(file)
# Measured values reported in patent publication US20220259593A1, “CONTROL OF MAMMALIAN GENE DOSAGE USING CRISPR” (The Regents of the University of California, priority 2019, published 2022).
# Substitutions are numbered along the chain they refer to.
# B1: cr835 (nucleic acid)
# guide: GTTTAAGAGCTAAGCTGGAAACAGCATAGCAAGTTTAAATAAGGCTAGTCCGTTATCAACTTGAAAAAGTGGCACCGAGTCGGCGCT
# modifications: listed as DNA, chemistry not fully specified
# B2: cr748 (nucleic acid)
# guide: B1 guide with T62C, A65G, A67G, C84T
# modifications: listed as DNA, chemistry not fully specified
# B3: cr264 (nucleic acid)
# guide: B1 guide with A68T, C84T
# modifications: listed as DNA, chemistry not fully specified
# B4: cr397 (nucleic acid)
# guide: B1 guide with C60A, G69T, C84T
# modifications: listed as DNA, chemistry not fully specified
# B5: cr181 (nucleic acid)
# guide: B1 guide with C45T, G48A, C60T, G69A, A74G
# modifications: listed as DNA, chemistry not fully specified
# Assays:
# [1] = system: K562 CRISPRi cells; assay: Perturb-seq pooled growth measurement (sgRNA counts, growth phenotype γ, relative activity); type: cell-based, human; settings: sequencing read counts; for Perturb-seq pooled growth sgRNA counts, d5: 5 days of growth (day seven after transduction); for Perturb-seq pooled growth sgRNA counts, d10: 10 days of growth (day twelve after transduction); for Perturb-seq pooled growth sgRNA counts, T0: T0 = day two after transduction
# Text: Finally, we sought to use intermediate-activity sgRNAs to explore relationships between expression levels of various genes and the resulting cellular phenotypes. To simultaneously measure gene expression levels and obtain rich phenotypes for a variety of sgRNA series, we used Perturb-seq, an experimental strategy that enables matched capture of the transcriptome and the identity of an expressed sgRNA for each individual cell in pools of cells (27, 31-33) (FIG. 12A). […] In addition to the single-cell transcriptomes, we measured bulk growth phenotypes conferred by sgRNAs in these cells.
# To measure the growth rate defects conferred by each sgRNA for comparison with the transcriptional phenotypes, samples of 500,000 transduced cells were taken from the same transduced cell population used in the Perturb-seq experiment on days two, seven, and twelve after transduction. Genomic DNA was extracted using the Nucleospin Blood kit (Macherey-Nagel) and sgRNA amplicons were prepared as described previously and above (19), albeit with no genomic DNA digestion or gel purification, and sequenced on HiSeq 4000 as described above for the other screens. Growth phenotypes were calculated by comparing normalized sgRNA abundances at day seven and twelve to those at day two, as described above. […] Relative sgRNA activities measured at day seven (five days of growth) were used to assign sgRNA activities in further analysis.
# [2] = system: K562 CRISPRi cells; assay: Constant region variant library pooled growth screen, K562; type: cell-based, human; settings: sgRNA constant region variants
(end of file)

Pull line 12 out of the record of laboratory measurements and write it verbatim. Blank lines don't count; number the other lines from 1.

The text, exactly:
# B4: cr397 (nucleic acid)